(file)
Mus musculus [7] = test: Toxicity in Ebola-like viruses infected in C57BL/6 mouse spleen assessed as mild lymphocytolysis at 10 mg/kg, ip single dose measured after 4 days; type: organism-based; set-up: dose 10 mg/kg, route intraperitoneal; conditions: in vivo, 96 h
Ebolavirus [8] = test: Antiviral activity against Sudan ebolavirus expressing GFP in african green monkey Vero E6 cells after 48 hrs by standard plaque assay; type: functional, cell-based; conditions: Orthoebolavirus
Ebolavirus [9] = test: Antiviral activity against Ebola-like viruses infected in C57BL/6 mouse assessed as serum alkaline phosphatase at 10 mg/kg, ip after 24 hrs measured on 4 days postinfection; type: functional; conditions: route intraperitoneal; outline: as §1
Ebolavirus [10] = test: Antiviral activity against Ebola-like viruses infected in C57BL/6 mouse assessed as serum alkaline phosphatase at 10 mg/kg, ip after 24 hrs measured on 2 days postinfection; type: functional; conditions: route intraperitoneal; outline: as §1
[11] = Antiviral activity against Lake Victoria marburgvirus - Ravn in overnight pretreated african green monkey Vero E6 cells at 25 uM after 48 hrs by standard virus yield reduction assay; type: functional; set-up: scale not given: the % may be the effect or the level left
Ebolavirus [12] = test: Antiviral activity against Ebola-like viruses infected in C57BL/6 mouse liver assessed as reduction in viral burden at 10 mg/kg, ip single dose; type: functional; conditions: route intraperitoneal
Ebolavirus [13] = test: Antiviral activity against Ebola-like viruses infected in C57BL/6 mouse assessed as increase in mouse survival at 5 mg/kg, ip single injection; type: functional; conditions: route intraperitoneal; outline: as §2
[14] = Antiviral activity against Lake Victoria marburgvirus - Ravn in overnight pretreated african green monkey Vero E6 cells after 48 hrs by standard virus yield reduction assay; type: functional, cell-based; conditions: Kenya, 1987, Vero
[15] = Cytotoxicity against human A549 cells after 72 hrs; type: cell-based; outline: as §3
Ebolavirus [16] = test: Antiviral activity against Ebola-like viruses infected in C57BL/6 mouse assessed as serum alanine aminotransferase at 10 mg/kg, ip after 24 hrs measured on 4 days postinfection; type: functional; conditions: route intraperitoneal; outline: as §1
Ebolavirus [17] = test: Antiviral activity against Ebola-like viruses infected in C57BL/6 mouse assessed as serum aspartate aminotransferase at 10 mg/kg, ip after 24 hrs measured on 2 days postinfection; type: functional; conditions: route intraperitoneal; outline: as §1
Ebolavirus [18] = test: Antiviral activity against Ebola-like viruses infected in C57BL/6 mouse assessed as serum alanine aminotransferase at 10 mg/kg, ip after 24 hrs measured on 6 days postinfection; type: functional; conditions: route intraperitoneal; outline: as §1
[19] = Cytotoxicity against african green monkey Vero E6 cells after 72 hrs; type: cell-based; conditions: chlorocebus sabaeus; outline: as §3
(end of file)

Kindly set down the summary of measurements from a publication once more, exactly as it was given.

Mus musculus [7] = test: Toxicity in Ebola-like viruses infected in C57BL/6 mouse spleen assessed as mild lymphocytolysis at 10 mg/kg, ip single dose measured after 4 days; type: organism-based; set-up: dose 10 mg/kg, route intraperitoneal; conditions: in vivo, 96 h
Ebolavirus [8] = test: Antiviral activity against Sudan ebolavirus expressing GFP in african green monkey Vero E6 cells after 48 hrs by standard plaque assay; type: functional, cell-based; conditions: Orthoebolavirus
Ebolavirus [9] = test: Antiviral activity against Ebola-like viruses infected in C57BL/6 mouse assessed as serum alkaline phosphatase at 10 mg/kg, ip after 24 hrs measured on 4 days postinfection; type: functional; conditions: route intraperitoneal; outline: as §1
Ebolavirus [10] = test: Antiviral activity against Ebola-like viruses infected in C57BL/6 mouse assessed as serum alkaline phosphatase at 10 mg/kg, ip after 24 hrs measured on 2 days postinfection; type: functional; conditions: route intraperitoneal; outline: as §1
[11] = Antiviral activity against Lake Victoria marburgvirus - Ravn in overnight pretreated african green monkey Vero E6 cells at 25 uM after 48 hrs by standard virus yield reduction assay; type: functional; set-up: scale not given: the % may be the effect or the level left
Ebolavirus [12] = test: Antiviral activity against Ebola-like viruses infected in C57BL/6 mouse liver assessed as reduction in viral burden at 10 mg/kg, ip single dose; type: functional; conditions: route intraperitoneal
Ebolavirus [13] = test: Antiviral activity against Ebola-like viruses infected in C57BL/6 mouse assessed as increase in mouse survival at 5 mg/kg, ip single injection; type: functional; conditions: route intraperitoneal; outline: as §2
[14] = Antiviral activity against Lake Victoria marburgvirus - Ravn in overnight pretreated african green monkey Vero E6 cells after 48 hrs by standard virus yield reduction assay; type: functional, cell-based; conditions: Kenya, 1987, Vero
[15] = Cytotoxicity against human A549 cells after 72 hrs; type: cell-based; outline: as §3
Ebolavirus [16] = test: Antiviral activity against Ebola-like viruses infected in C57BL/6 mouse assessed as serum alanine aminotransferase at 10 mg/kg, ip after 24 hrs measured on 4 days postinfection; type: functional; conditions: route intraperitoneal; outline: as §1
Ebolavirus [17] = test: Antiviral activity against Ebola-like viruses infected in C57BL/6 mouse assessed as serum aspartate aminotransferase at 10 mg/kg, ip after 24 hrs measured on 2 days postinfection; type: functional; conditions: route intraperitoneal; outline: as §1
Ebolavirus [18] = test: Antiviral activity against Ebola-like viruses infected in C57BL/6 mouse assessed as serum alanine aminotransferase at 10 mg/kg, ip after 24 hrs measured on 6 days postinfection; type: functional; conditions: route intraperitoneal; outline: as §1
[19] = Cytotoxicity against african green monkey Vero E6 cells after 72 hrs; type: cell-based; conditions: chlorocebus sabaeus; outline: as §3